Is local land bank best answer for blight? (Chillicothe Gazette)

CHILLICOTHE – Everyone’s driven past them: once-new structures that are now only shadows of their former selves, abandoned, overgrown by weeds, sometimes fire-damaged.

They are the buildings that define neighborhood blight and leave communities such as Ross County struggling to compel their owners to either fix them up or tear them down and to make good on the taxes that are owed.

Jim Rokakis, a former Cleveland city councilman, Cuyahoga County treasurer and now director of the Western Reserve Land Conservancy’s Thriving Communities Institute, plans on visiting Ross County after the November election to show how creating a land bank could provide the local community with the weapon it needs to do something about those properties.

Rokakis was a driving force behind the state’s 2009 county land bank statute and has been an active in helping communities set up land banks, having established around 25 already with 16 more in the works.

His interest in the land bank concept — which creates a nonprofit, quasi-governmental corporation with authority to take control of vacant and abandoned tax-delinquent properties for rehabilitation or demolition — stems from his experience in Cuyahoga County around the beginning of the last decade when the bottom began to fall out of the mortgage market, leading to a barrage of foreclosures not only in the Cleveland area, but in communities everywhere.

“By 2006 and 2007, Cleveland, which was the epicenter of the mortgage foreclosure crisis, had been so badly damaged, we were no longer talking about stopping foreclosures, we were now talking about dealing with the glut of vacant and abandoned properties that would never be occupied again,” he said. “We looked around the country and found this thing called a county land bank started by a guy named Dan Kildee … and he came across this idea of creating kind of a quasi-public entity that had extraordinary powers to take tax-delinquent and abandoned properties.”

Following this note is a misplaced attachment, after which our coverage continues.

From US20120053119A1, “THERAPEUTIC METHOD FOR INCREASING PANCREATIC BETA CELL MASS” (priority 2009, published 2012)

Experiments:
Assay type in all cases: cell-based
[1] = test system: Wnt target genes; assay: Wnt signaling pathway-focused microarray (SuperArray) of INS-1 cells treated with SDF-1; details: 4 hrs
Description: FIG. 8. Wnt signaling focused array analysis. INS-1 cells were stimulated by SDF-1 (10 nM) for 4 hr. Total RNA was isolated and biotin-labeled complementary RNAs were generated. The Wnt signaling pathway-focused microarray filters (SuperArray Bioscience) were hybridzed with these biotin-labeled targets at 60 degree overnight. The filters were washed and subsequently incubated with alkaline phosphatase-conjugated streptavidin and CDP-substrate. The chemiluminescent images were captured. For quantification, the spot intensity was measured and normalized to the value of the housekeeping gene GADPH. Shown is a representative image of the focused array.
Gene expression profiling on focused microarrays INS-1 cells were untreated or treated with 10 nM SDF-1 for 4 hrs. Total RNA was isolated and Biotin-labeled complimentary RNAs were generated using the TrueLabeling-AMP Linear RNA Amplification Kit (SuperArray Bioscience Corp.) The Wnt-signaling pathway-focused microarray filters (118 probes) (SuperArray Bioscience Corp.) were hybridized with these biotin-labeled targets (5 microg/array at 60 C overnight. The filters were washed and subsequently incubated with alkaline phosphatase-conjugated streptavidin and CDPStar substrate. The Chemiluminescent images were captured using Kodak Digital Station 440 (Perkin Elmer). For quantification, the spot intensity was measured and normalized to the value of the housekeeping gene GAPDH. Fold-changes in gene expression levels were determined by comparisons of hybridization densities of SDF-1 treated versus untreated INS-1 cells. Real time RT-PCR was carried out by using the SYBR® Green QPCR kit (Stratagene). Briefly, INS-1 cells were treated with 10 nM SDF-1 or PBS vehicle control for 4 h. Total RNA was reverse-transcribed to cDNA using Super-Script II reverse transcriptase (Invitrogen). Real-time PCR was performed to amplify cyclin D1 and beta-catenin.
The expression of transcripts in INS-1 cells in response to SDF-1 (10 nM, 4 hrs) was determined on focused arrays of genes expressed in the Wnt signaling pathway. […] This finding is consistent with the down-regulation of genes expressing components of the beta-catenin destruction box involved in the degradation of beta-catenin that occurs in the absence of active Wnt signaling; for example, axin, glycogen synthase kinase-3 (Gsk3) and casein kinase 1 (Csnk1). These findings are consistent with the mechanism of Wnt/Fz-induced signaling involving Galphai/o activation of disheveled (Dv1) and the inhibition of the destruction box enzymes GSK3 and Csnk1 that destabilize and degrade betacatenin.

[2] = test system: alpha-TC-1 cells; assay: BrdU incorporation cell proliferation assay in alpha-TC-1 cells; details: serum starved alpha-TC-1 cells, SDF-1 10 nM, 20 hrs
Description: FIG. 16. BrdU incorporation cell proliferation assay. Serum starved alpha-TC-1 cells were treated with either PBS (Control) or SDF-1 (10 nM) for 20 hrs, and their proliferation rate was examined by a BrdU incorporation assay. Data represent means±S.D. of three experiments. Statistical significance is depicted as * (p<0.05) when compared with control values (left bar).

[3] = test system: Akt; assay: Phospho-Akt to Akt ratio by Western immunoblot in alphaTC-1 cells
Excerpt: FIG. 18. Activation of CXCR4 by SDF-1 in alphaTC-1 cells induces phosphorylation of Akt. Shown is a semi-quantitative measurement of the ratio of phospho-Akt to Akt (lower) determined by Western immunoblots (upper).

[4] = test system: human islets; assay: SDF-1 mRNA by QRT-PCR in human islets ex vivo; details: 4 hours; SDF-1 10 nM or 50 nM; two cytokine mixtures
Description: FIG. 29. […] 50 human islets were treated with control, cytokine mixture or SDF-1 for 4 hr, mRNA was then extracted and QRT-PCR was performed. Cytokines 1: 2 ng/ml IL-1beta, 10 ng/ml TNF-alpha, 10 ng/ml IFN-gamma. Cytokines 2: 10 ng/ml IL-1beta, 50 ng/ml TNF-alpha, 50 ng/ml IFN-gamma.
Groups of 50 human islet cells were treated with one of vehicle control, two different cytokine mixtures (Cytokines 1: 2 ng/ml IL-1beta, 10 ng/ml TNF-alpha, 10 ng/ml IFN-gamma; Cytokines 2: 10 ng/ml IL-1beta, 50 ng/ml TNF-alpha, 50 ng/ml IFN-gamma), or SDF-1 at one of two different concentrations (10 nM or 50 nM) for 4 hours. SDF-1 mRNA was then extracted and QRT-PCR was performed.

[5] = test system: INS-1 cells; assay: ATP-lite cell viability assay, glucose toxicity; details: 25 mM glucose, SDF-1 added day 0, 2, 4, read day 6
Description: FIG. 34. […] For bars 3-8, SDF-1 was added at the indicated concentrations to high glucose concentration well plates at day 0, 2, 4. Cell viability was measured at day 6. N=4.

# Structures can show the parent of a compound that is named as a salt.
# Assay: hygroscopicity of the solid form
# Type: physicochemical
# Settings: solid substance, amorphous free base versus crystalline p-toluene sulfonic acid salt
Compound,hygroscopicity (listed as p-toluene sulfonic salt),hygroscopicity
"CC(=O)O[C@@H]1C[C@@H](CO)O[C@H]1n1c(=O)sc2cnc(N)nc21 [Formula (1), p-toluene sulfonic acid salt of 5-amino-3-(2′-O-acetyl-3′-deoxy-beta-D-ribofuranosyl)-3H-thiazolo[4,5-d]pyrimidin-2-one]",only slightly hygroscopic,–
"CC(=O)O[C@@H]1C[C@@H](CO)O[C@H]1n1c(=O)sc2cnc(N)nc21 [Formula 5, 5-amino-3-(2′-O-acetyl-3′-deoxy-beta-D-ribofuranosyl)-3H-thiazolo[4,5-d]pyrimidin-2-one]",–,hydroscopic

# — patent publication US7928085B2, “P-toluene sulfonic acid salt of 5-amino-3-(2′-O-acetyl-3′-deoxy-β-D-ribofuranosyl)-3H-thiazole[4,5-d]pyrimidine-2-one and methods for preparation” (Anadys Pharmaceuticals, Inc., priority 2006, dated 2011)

The key is that entity had to be a local one with a vested interest in either rehabilitation or demolition to prepare the land for a fresh use.

As Chillicothe continues to deal with nuisance property issues, county government is dealing with foreclosure and tax delinquency problems. According to the Ross County Clerk of Courts Office, there have been 179 foreclosure actions filed so far this year, with 88 of those being closed. The Ross County Auditor’s Office reports 3,372 of the county’s 43,018 real estate parcels have past-due tax amounts, with delinquency being the tag given to a parcel with any amount of tax that is past due.

The Tax Compliance and Assistance Office, a joint effort of the county prosecutor’s and treasurer’s offices focusing on collection of delinquent property taxes, reveals the scope of the problem when it reports that it collected more than $2.5 million in delinquent taxes during 2014.

So should Ross County look to deposit its trust to address abandoned property issues in a land bank concept? Opinions are varied.

Republican mayoral candidate Nancy Ames has mentioned the land bank concept a couple of times during her campaign, including once during a mayoral town hall recently. She said she has been following the progress of land banks in other communities and called it a definite possibility for the local area. The Ross County commissioners already have a Community Improvement Corporation in place, she said, which could be the designee to run a land bank, and she said the city and county have already worked well together to demolish properties through a Moving Ohio Forward grant.